Logistically Speaking: Check Your Pockets – A Politician's Hand May be Inside

Jan. 10, 2013
Fixing what's wrong with manufacturing will be a lot easier than fixing what's wrong with the U.S. political process.

In the run-up to the Hollywood award season, a lot of praise has been showered on Daniel Day-Lewis for his portrayal of the 16th U.S. President in “Lincoln.” Day-Lewis had the difficult task of humanizing somebody who long ago became a veritable larger-than-life icon, and if anything he managed to make Lincoln seem more personable by showing us his quirkiness.

Without taking anything away from Day-Lewis, though, I have to applaud the star of another recent movie who, rather than personifying just a single politician managed to capture the entire Washington culture in his performance. His role brilliantly emphasized the dichotomies between the two eternally-at-odds political parties, while subtly revealing that they are not only cut from the same cloth but are so schizophrenic that they don't even realize how alike they are. Above all, what his performance demonstrated was the consuming greed for power that both political parties share, and he brilliantly conveyed how they're driven to desperate means whenever their grasp on that precious power is threatened. I'm speaking, of course, about Gollum from “The Hobbit.”

In his reptilian, charismatic twitchiness, Gollum perfectly embodies today's politicians, who in the same breath can both pledge to do all they can to help their constituents while also plotting to sink their hands as deep into their constituents' pockets as possible. I realize the analogy only goes so far, though: Gollum, after all, is a creature that evokes our pity even as we cringe at his actions; on the other hand, when it comes to politicians, the only pity we can muster is for  ourselves.

Take the recent “fiscal cliff” debacle… please. Not only was this exercise in political theater totally fabricated by politicians looking solely after their own self interests rather than the country's, but the so-called deal they struck well past the deadline looks to be but the harbinger of even worse deals to come. As Alan Beaulieu, chief economist of ITR Economics, sums up the fiscal cliff deal, taxes were raised significantly; slight cuts were agreed upon; and the “can was kicked down the road” for two more months of talks on spending cuts.

Beaulieu is especially aghast at the trade-off ratio: one dollar in cuts for every 41 dollars in tax hikes, which he describes as “a terrible idea, but one we will have to live with… for now.”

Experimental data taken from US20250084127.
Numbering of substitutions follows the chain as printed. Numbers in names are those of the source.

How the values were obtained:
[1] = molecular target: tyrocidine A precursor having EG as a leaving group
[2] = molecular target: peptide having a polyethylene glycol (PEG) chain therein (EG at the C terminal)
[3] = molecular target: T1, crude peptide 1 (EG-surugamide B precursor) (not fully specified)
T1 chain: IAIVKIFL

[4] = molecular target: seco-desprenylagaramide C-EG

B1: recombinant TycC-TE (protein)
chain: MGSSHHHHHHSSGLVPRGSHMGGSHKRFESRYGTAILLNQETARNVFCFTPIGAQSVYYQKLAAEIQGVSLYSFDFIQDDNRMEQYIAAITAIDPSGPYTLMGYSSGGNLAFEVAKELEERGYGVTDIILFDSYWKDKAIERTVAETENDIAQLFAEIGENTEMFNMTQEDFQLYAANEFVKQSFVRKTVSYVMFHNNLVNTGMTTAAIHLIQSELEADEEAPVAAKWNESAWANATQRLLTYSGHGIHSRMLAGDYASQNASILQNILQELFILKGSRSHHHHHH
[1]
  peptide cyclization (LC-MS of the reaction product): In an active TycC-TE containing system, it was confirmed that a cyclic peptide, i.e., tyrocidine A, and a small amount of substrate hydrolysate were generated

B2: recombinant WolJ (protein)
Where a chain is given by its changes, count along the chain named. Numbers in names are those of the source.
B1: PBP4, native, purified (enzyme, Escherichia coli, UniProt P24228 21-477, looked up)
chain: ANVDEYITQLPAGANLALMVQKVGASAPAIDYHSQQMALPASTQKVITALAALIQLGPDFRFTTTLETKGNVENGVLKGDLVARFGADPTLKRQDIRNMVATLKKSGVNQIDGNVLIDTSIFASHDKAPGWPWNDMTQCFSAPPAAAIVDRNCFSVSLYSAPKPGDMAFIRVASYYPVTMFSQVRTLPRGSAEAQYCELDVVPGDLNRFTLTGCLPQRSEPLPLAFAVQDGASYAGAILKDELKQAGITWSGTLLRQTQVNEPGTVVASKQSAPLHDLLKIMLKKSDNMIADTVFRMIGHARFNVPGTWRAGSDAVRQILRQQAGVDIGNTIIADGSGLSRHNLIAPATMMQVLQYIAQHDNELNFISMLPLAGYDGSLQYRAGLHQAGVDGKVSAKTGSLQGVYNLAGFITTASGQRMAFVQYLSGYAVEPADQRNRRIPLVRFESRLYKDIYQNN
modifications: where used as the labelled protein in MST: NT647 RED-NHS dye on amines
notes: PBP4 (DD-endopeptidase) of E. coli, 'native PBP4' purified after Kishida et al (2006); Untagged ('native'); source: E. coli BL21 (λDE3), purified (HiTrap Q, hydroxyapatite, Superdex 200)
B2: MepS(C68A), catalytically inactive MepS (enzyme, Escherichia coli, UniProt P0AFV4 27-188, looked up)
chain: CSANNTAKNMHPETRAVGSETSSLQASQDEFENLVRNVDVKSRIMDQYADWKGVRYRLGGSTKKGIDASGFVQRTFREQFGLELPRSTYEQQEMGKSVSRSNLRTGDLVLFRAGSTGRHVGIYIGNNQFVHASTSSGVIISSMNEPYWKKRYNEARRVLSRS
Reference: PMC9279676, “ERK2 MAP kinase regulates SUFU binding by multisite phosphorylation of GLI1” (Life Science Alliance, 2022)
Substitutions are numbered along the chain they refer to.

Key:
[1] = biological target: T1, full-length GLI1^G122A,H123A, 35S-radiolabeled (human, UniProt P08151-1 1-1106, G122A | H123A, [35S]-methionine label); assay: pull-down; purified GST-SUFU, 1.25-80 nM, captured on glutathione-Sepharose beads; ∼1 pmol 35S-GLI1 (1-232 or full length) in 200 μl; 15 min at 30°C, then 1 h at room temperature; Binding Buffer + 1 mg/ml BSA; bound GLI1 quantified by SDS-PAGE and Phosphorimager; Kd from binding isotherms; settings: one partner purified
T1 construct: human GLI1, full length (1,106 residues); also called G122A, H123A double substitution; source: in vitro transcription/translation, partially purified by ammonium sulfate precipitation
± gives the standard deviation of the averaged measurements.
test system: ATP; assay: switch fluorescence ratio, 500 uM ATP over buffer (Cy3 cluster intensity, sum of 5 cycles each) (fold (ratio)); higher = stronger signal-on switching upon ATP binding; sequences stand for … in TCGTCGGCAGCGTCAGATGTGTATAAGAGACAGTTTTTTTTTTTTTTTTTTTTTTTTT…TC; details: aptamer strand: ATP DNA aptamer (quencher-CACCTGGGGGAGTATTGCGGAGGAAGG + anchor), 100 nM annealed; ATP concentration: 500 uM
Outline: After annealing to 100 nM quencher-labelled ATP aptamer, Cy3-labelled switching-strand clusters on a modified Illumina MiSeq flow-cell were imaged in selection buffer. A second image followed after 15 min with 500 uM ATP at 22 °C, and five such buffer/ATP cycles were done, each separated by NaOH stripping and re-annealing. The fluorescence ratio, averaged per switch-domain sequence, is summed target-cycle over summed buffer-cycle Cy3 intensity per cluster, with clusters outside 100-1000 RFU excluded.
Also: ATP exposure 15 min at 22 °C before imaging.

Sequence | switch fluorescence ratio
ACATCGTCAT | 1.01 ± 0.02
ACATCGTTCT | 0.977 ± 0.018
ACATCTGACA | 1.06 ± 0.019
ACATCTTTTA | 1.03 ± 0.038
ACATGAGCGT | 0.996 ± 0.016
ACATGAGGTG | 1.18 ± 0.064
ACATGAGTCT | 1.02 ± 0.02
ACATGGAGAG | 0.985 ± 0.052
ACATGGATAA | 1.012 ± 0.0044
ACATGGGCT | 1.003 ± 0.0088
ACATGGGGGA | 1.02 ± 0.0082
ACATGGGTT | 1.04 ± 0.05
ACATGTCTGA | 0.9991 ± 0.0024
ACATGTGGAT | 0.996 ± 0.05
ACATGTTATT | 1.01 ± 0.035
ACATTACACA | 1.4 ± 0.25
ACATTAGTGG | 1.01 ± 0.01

Jay Timmons, president and CEO of the National Association of Manufacturers (NAM), isn't terribly impressed with the politics behind the fiscal cliff deal, either. “While the legislation passed by Congress contains some positive tax provisions for manufacturers, entitlement and wasteful government spending are not touched,” he observes. “The President and Congress must get a grip on entitlement and wasteful spending and establish a path forward that will allow us to enact pro-growth policies to keep us the most competitive country in the world.”

In a recent manifesto on how to restore U.S. manufacturing to something even remotely resembling its former glory days, NAM points out that due to U.S. policies on taxes, energy, tort and trade, it is 20% more expensive to do business here than in the nine countries who are our largest trading partners. To bring about a manufacturing renaissance, NAM is recommending the strategic pursuit of four goals:

  1. The United States will be the best place in the world to manufacture and attract foreign direct investment.
  2. The United States will expand access to global markets to enable manufacturers to reach the 95% of consumers who live outside our borders.
  3. Manufacturers in the United States will have the workforce that the 21st-century economy requires.
  4. Manufacturers in the United States will be the world's leading innovators.

All lofty goals, to be sure, and I hope NAM is fully prepared to propel manufacturing forward despite the reality that our political process as it's currently configured is fully capable of preventing us from achieving any of those goals. The best hope for manufacturers is not to pursue some elusive fantasy where politicians suddenly develop spines and wisdom, but to adhere to supply chain management best practices that will allow them to compete and win in today's global marketplace.

Follow me on Twitter @supplychaindave.

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